At the Sea Otter Beach Front Eco Tours Resort in Port Alice, British Columbia, visitors are taken on day tours to see area wildlife, including sea otters. Prices start at $500 per person, per night.
4. Harp seal
It's no coincidence that many animals on this list happen to be threatened, vulnerable or endangered species.
Sometimes part of what makes an animal cute -- a wealth of fluff, for example -- is what makes it appealing to commercial enterprises, such as the captive pet industry or fur industry.
Harp seal babies are covered in a downy, snowy white fur and have been traditional targets for the fur industry, valued for their fluffy white pelts.
While the import of products made from these "whitecoat" pelts was banned in Europe in 1983, and commercial whitecoat hunting was banned in Canada in 1987, hundreds of thousands of seals are killed each year regardless.
Ecotour company Natural Habitat Adventures offers harp seal expeditions to the Magdalen Islands, off the coast of Quebec, starting at $4,995.
3. Giant panda
The black and white coloring, fat butt and contemplative way they chew their bamboo: one might never stop listing the qualities that make the giant panda so charming.
The panda's inefficient dining habits -- although it has the digestive system of a carnivore it eats like a herbivore, consuming up to 38 kilos of bamboo in a single day -- make them extremely dependent on their habitat to survive.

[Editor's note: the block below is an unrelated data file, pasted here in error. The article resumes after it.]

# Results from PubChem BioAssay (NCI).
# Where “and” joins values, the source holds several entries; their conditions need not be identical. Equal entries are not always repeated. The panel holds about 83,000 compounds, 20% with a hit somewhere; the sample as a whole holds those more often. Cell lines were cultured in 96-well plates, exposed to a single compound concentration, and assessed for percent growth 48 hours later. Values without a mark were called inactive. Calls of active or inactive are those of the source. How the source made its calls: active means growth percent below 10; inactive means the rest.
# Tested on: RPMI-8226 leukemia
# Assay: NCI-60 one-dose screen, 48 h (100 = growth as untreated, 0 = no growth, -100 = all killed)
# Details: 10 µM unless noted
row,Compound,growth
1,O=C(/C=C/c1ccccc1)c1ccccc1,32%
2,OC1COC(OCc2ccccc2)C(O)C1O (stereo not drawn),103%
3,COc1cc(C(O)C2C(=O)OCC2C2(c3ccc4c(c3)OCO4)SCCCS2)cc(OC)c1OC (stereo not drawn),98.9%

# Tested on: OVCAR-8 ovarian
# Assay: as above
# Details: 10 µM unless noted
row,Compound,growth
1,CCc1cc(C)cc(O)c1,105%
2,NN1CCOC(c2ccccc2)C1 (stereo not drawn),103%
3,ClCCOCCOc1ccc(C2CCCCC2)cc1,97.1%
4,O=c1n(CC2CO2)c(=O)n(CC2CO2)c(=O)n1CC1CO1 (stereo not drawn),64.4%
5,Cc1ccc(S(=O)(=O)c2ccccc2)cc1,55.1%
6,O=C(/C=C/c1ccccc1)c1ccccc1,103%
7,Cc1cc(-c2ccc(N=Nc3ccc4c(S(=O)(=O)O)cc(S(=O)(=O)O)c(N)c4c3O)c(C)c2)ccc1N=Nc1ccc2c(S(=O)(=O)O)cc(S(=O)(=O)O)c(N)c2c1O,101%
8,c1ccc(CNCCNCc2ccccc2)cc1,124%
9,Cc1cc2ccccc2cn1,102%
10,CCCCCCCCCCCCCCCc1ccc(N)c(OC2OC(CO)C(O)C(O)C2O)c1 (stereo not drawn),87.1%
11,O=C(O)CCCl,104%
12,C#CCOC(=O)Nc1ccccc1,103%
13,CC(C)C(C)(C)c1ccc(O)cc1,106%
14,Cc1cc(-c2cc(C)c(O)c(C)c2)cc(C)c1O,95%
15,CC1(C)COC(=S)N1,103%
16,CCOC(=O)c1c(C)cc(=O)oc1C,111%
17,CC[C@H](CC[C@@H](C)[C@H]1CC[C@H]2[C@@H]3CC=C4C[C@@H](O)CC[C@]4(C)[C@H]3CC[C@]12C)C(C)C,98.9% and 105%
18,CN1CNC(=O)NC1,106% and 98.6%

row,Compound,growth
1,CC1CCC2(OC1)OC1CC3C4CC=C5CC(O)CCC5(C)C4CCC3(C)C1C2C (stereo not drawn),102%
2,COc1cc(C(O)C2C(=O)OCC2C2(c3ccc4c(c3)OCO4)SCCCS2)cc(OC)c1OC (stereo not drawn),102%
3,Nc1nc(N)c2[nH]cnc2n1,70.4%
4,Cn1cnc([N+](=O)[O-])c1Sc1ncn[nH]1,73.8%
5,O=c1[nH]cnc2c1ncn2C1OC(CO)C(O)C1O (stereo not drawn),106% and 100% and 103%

According to the World Wide Fund for Nature (whose logo is a stylized panda) there are only about 1,600 pandas left in the wild.
Though sightings aren't guaranteed, Terra Incognita Ecotours runs a 12-day escorted panda expedition for $5,999.
2. Philippine tarsier
As the smallest primate in the world, the arboreal, nocturnal Philippine tarsier has all the basic qualities of cute: enormous eyes set in a tiny body no bigger than a human fist and tiny knobbly paws with which it grasps onto tree branches.
Tarsiers are notoriously unhappy in captivity.
According to the Philippine Tarsier Foundation, each tarsier needs at least a hectare of space, and captive tarsiers have been known to commit suicide by bashing in their own skulls.
While that isn't exactly cute, it does make it fairly obvious that the only chance you'll ethically be able to see a tarsier is in the wild.
The Philippine Tarsier Foundation runs the Philippine Tarsier and Wildlife Sanctuary in the forest of Corella, Bohol, where tarsiers roam freely.
1. Fennec fox
The fennec fox is a sandy nocturnal desert fox, immortalized in Antoine de Saint-Exupéry's "The Little Prince" as the fox who wanted to be tamed.
As the smallest of the foxes (smaller than the domestic cat), with oversized ears like pumpkin leaves and tiny pointed faces, the fennec fox looks adorably, temptingly tamable.
Consequently, commercial trapping is the greatest threat to the fennec fox; it's highly sought after in the captive pet trade and often captured and put on display for tourists visiting the area.
For those who'd rather observe this cuddly creature in the wild, there are still fennec foxes in the Sahara and other dry, sandy areas of North Africa, anywhere from Morocco to Egypt.
According to Abdo Shawky of Memphis Tours, an Egypt-based tour company, it's possible to spot fennec foxes on certain tours.
"We have some places like the Western desert. You might see the fox in the natural habitat," says Shawky. "But they always run and hide."